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Issue Date:  March 21, 2008

Confusion expected on Zimbabwe election day

Bulawayo, Zimbabwe

In the weeks and days leading up to Zimbabwe’s national elections, the government has barred all but official bodies from providing voter education. Civil society and church groups fear the ban will lead to massive confusion on election day, and the confusion is insurance that the government of Robert Mugabe will be returned to power.

Many private organizations, such as the Catholic Commission for Justice and Peace, part of the Zimbabwe Catholic bishops’ conference, have conducted voter education programs in every election cycle since 1980.

Voter education programs offer basic information on how and when to register to vote. They also teach people the basic mechanics of voting, such as where to correctly put the “X” so that the ballot paper is not invalidated.

Voter education is a special concern this year, church workers and other civil society groups say, because unlike past elections, voters this year will decide on candidates for four offices. Past elections were for a single office. This year, people will cast ballots for president, a member of parliament, a senator and a local council representative.

Papua Hove, a secondary school teacher, told NCR that he only learned recently that he would be voting for four candidates on election day. He had read about it in a privately owned weekly newspaper.

“I didn’t know this is what voters would be doing. I’m sure there will be confusion behind the ballot,” Hove said.

An official with the Catholic Commission for Justice and Peace told NCR that its personnel have heard similar statements of surprise many times in recent days.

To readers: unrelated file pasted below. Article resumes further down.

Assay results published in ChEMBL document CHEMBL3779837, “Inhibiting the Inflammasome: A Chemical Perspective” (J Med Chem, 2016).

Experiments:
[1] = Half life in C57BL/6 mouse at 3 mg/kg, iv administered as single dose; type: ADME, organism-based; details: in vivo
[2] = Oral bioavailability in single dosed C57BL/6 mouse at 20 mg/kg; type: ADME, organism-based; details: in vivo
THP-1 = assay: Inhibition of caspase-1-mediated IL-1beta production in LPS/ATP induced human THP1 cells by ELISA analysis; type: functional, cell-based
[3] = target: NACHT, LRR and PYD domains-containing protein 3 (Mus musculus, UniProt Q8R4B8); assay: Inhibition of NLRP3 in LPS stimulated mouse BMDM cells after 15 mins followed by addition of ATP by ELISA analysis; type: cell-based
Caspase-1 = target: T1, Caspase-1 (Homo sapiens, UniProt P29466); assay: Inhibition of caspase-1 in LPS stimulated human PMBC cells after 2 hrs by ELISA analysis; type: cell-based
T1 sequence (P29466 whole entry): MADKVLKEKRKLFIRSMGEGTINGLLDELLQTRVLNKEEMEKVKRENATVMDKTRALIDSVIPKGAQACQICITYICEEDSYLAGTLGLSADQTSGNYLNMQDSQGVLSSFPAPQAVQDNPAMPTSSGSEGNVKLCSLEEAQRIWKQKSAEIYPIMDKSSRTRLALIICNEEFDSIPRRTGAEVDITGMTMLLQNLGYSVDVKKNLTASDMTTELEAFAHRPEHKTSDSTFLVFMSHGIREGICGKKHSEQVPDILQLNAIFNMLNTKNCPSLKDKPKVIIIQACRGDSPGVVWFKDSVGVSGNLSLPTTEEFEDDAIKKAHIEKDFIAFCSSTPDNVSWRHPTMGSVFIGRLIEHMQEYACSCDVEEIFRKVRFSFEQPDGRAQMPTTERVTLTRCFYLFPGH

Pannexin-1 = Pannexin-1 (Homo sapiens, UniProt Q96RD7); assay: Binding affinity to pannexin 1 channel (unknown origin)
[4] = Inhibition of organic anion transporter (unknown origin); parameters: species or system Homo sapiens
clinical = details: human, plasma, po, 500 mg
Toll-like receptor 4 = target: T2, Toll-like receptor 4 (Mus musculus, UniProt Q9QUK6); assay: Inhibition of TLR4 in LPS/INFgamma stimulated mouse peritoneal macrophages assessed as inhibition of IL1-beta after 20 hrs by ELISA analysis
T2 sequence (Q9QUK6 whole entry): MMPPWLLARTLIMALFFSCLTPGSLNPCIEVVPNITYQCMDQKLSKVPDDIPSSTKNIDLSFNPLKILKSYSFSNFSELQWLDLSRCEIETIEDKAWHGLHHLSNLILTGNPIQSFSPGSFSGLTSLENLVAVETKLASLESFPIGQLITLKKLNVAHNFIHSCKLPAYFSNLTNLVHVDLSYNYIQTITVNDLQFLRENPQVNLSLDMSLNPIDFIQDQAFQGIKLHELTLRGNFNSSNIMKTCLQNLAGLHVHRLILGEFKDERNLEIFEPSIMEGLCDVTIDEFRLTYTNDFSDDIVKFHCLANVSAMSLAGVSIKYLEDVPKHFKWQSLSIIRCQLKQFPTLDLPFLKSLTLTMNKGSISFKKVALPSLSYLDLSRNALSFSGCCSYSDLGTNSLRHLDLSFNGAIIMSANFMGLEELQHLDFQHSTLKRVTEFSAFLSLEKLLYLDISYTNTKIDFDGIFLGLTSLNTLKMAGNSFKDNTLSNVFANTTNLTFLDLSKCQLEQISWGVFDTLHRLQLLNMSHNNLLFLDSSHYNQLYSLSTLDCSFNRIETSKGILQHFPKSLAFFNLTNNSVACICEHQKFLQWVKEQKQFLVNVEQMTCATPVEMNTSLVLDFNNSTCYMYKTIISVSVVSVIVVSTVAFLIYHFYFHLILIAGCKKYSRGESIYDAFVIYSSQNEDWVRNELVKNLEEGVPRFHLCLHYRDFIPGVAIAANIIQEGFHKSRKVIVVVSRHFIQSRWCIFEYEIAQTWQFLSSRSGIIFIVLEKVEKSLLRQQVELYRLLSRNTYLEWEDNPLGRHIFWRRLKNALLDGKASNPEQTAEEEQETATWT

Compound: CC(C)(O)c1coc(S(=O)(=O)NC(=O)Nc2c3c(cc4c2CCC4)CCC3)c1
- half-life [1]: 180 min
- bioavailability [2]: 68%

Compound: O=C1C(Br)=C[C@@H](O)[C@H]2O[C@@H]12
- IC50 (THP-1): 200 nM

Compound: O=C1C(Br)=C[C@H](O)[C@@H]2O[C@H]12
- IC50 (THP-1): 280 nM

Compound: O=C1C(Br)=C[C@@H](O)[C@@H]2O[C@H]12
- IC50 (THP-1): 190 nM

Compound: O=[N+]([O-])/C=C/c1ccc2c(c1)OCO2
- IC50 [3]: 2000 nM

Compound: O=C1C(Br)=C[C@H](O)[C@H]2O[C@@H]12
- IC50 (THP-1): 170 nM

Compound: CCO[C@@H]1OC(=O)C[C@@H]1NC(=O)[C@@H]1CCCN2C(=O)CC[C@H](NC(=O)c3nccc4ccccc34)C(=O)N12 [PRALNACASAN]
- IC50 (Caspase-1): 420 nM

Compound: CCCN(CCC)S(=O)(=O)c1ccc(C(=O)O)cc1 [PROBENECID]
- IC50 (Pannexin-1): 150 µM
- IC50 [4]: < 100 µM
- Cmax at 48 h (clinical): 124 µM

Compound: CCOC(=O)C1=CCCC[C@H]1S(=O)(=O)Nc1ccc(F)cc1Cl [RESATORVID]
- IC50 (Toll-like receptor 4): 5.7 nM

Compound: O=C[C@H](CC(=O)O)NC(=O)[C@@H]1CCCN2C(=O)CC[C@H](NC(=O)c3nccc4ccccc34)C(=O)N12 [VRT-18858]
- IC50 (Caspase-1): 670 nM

At a training workshop for would-be election monitors recently, a paralegal officer with a local nongovernmental organization told NCR that the ban on voter education has been a frustration and a worry. The agencies approved to conduct voter education are not reaching out to the voters, the officer said. “We know many people have not been fully furnished with what the [March 29] elections mean, but there is nothing we can do.”

Mugabe has ruled the country with an iron fist since its independence from Britain in 1980.

Critics and Western diplomats accuse him of electoral fraud, and his justice minister recently told state media that Mugabe would only invite “friendly” countries to send observers to the coming elections.

Already, the Zimbabwe Electoral Commission -- the government-appointed body running the country’s elections -- has refused to say when election results will be announced. The commission has said it expects to see delays in the voting process because of the changed election format and this will delay results.

The writer’s name is being withheld because of the dangers of reporting in Zimbabwe.

National Catholic Reporter, March 21, 2008

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